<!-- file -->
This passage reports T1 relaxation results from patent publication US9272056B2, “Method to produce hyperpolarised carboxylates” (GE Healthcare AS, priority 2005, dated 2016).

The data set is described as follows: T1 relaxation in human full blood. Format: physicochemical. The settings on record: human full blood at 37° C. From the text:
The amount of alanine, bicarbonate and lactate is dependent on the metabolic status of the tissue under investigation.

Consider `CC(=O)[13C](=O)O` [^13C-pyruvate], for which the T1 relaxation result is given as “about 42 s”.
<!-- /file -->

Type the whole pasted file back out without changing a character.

This passage reports T1 relaxation results from patent publication US9272056B2, “Method to produce hyperpolarised carboxylates” (GE Healthcare AS, priority 2005, dated 2016).

The data set is described as follows: T1 relaxation in human full blood. Format: physicochemical. The settings on record: human full blood at 37° C. From the text:
The amount of alanine, bicarbonate and lactate is dependent on the metabolic status of the tissue under investigation.

Consider `CC(=O)[13C](=O)O` [^13C-pyruvate], for which the T1 relaxation result is given as “about 42 s”.